Ahead of International Human Rights Day, ARTICLE 19 is launching its new Principles on the protection of human rights in protests from Kenya. The Principles set out the obligations of states to respect, protect and facilitate the right to protest. ARTICLE 19 calls on international, regional, and local bodies and private actors to implement these principles in order to fully respect the right to protest and end arbitrary restrictions.
From Standing Rock in the US to Bersih in Malaysia, protests and demonstrations enable people all over the world to hold their governments to account, and are a fundamental part of democracy.
However, attacks on the right to protest continue: arbitrary detention, excessive use of force by police and military, torture, and enforced disappearances are all used against protesters exercising their rights to advocate for their beliefs. Strict protest laws, which create criminal sanctions for protests, as well as unnecessary requirements for permission, also act to deter and restrict this right.
“The right to protest is more that the freedom to assemble – it’s essential that states respect all human rights involved in protest, from expression to privacy to association”, said Henry Maina, Director of ARTICLE 19 Eastern Africa. “If states truly want to abide by their human rights obligations, they must do more than simply sit back and let protests happen – they have to be actively engaged in facilitating them”.
The right to protest embodies core international human rights including the right to free expression, the right to free assembly, and the right to participate in public life. Individuals must be free to exercise these rights without discrimination, and states have a duty not only to avoid attacks on these rights, but to take active steps in facilitating them. Not only must police avoid the excessive use of force, but they must also take a human rights approach to policing protests and ensure the human rights of all those involved in or affected by protests are respected.
But protest spaces are changing: the digital sphere presents a multitude of obstacles and opportunities for the right to protest, and states ability to restrict it. While providing a platform for individuals to express themselves and engage in protest, the Internet and modern communications have enabled increased use of surveillance by states against their people. The Principles show that the use of these techniques against protestors cannot be justified unless there is clear evidence of serious criminality, and all data held by states in the context of protests must be subject to strict regulations.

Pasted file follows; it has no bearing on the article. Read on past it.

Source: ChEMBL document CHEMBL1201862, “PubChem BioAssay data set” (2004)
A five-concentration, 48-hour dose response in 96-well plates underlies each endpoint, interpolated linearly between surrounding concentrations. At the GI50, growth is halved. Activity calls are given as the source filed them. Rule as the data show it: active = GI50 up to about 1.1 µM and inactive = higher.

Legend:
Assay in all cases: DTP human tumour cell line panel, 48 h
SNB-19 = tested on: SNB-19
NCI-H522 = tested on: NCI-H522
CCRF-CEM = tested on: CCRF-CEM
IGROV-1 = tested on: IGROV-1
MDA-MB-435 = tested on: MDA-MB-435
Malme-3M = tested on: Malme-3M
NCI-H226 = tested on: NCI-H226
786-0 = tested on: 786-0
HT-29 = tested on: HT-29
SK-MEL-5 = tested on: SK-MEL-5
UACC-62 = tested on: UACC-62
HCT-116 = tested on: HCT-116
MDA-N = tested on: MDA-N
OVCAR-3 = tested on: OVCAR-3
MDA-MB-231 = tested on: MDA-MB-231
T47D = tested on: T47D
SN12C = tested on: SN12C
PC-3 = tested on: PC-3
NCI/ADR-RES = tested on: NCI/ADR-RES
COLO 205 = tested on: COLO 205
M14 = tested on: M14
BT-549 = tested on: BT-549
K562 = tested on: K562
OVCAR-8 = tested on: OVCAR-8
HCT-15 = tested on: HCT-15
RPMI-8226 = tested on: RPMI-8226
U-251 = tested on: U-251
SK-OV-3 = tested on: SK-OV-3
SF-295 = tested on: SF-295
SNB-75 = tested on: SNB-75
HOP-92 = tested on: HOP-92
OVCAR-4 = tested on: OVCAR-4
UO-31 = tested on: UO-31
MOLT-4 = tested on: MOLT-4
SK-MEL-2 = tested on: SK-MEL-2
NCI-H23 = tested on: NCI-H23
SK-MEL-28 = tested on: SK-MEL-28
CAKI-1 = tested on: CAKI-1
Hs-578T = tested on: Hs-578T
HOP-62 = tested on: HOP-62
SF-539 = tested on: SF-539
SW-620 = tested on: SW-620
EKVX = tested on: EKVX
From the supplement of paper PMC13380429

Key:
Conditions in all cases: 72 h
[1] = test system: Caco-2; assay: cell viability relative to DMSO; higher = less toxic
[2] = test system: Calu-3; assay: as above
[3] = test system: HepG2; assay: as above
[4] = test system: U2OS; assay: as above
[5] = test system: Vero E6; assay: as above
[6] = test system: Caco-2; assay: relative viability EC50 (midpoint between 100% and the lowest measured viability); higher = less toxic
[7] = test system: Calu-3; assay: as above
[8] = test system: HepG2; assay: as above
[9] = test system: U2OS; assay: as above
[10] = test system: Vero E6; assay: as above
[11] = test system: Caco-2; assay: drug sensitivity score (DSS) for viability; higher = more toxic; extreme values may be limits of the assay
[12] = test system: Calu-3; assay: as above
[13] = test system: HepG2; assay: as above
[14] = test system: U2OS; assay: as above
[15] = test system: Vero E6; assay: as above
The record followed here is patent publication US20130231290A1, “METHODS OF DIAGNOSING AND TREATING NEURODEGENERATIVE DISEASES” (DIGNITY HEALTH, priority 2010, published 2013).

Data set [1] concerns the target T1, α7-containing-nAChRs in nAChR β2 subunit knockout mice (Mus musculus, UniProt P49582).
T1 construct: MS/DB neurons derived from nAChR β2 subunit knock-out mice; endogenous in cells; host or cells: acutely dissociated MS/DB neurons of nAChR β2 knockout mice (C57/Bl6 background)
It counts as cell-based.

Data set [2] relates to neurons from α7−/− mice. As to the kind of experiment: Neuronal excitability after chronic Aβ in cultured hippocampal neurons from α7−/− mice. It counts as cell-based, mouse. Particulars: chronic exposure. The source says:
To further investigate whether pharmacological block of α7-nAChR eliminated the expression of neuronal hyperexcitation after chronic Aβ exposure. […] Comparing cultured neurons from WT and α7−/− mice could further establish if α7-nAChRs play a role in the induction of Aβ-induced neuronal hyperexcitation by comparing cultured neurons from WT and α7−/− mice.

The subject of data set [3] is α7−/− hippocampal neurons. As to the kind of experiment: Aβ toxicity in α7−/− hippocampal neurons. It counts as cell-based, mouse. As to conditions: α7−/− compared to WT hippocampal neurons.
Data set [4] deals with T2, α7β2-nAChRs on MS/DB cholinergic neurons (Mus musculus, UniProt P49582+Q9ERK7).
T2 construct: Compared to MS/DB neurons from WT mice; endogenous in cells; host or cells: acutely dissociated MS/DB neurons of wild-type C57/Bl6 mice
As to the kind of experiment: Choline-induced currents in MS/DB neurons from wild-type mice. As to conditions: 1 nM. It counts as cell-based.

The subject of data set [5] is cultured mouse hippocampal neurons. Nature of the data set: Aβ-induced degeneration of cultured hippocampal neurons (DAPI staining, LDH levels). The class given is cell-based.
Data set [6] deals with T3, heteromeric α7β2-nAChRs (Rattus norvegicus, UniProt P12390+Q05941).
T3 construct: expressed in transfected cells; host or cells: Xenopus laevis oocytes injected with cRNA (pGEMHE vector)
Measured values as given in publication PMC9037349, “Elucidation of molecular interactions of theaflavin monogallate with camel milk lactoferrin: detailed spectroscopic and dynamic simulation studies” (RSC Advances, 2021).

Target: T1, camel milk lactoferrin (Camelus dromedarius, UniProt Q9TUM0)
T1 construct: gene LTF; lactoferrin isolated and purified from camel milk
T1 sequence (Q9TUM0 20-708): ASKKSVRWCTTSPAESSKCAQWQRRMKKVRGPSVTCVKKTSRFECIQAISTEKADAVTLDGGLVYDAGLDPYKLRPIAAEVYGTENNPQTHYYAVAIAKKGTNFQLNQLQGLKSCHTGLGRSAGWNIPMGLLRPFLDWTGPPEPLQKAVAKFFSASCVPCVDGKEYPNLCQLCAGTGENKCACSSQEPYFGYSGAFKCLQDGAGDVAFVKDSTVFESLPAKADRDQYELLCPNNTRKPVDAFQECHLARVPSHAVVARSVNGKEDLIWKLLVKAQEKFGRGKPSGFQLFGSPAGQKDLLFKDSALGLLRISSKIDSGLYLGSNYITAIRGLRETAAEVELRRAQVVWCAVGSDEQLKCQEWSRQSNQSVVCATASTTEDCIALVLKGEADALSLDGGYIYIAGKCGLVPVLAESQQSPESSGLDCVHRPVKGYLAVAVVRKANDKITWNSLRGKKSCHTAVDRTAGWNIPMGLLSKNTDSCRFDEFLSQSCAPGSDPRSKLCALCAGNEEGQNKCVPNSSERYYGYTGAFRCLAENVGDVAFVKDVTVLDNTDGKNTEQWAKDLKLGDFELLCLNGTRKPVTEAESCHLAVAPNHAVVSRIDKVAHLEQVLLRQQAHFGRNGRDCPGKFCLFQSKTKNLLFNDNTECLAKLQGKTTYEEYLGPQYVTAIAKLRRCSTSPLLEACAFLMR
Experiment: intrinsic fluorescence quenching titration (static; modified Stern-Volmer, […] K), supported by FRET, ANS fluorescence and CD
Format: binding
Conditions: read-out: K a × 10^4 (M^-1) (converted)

While the nature of and spaces used for protest may evolve, states’ obligations to protect human rights in protest remain unchanged, and should be implemented at all levels in order to safeguard this essential right.
“At a time of great political change in many parts of the world, states must take seriously their responsibility to enable all people to express their views, expose abuses and voice discontent through protest, in all its forms”, said Barbora Bukovska, Director of Law and Policy at ARTICLE 19.
Notes for Editors:
- ARTICLE 19 has made the The Right to Protest: Principles on the protection of human rights in protests available in several languages. You can download them here.
- For further information contact:
ARTICLE 19 Press team:
T: +44 (0) 20 3290 9308 E: [email protected]
Henry Omusundi Maina, Director of ARTICLE 19 Kenya: